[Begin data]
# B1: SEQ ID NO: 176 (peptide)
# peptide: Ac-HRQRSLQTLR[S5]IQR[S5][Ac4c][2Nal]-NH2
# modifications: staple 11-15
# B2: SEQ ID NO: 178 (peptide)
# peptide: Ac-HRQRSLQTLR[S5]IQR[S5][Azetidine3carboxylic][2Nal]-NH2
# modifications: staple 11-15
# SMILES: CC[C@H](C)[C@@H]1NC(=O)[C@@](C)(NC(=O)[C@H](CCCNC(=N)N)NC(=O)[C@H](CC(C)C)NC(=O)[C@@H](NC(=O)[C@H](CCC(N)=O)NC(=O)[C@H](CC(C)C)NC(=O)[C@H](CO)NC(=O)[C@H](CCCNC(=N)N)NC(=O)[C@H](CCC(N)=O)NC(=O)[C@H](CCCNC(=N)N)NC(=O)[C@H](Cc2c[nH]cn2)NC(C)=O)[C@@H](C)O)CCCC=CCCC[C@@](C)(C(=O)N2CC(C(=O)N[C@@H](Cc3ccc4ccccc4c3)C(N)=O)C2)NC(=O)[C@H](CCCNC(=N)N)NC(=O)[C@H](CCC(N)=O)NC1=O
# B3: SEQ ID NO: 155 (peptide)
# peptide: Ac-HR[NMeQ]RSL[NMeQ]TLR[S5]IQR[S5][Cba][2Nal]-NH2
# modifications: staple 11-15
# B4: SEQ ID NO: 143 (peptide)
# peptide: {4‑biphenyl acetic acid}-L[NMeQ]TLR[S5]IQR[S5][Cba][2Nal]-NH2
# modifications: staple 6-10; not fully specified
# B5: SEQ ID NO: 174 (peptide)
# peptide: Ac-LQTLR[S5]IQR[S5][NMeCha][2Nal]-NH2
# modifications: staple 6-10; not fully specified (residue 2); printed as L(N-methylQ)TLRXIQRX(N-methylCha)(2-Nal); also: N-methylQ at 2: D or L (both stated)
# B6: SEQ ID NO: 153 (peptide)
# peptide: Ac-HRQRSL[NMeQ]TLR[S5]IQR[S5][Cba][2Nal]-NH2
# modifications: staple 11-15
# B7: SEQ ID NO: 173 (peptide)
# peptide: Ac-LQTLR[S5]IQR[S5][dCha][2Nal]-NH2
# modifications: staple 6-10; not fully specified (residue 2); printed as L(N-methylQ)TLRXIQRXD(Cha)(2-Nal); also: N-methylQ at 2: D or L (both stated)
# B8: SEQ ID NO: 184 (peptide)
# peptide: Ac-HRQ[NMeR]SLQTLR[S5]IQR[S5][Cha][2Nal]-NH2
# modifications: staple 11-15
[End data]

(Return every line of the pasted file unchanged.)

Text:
# B1: SEQ ID NO: 176 (peptide)
# peptide: Ac-HRQRSLQTLR[S5]IQR[S5][Ac4c][2Nal]-NH2
# modifications: staple 11-15
# B2: SEQ ID NO: 178 (peptide)
# peptide: Ac-HRQRSLQTLR[S5]IQR[S5][Azetidine3carboxylic][2Nal]-NH2
# modifications: staple 11-15
# SMILES: CC[C@H](C)[C@@H]1NC(=O)[C@@](C)(NC(=O)[C@H](CCCNC(=N)N)NC(=O)[C@H](CC(C)C)NC(=O)[C@@H](NC(=O)[C@H](CCC(N)=O)NC(=O)[C@H](CC(C)C)NC(=O)[C@H](CO)NC(=O)[C@H](CCCNC(=N)N)NC(=O)[C@H](CCC(N)=O)NC(=O)[C@H](CCCNC(=N)N)NC(=O)[C@H](Cc2c[nH]cn2)NC(C)=O)[C@@H](C)O)CCCC=CCCC[C@@](C)(C(=O)N2CC(C(=O)N[C@@H](Cc3ccc4ccccc4c3)C(N)=O)C2)NC(=O)[C@H](CCCNC(=N)N)NC(=O)[C@H](CCC(N)=O)NC1=O
# B3: SEQ ID NO: 155 (peptide)
# peptide: Ac-HR[NMeQ]RSL[NMeQ]TLR[S5]IQR[S5][Cba][2Nal]-NH2
# modifications: staple 11-15
# B4: SEQ ID NO: 143 (peptide)
# peptide: {4‑biphenyl acetic acid}-L[NMeQ]TLR[S5]IQR[S5][Cba][2Nal]-NH2
# modifications: staple 6-10; not fully specified
# B5: SEQ ID NO: 174 (peptide)
# peptide: Ac-LQTLR[S5]IQR[S5][NMeCha][2Nal]-NH2
# modifications: staple 6-10; not fully specified (residue 2); printed as L(N-methylQ)TLRXIQRX(N-methylCha)(2-Nal); also: N-methylQ at 2: D or L (both stated)
# B6: SEQ ID NO: 153 (peptide)
# peptide: Ac-HRQRSL[NMeQ]TLR[S5]IQR[S5][Cba][2Nal]-NH2
# modifications: staple 11-15
# B7: SEQ ID NO: 173 (peptide)
# peptide: Ac-LQTLR[S5]IQR[S5][dCha][2Nal]-NH2
# modifications: staple 6-10; not fully specified (residue 2); printed as L(N-methylQ)TLRXIQRXD(Cha)(2-Nal); also: N-methylQ at 2: D or L (both stated)
# B8: SEQ ID NO: 184 (peptide)
# peptide: Ac-HRQ[NMeR]SLQTLR[S5]IQR[S5][Cha][2Nal]-NH2
# modifications: staple 11-15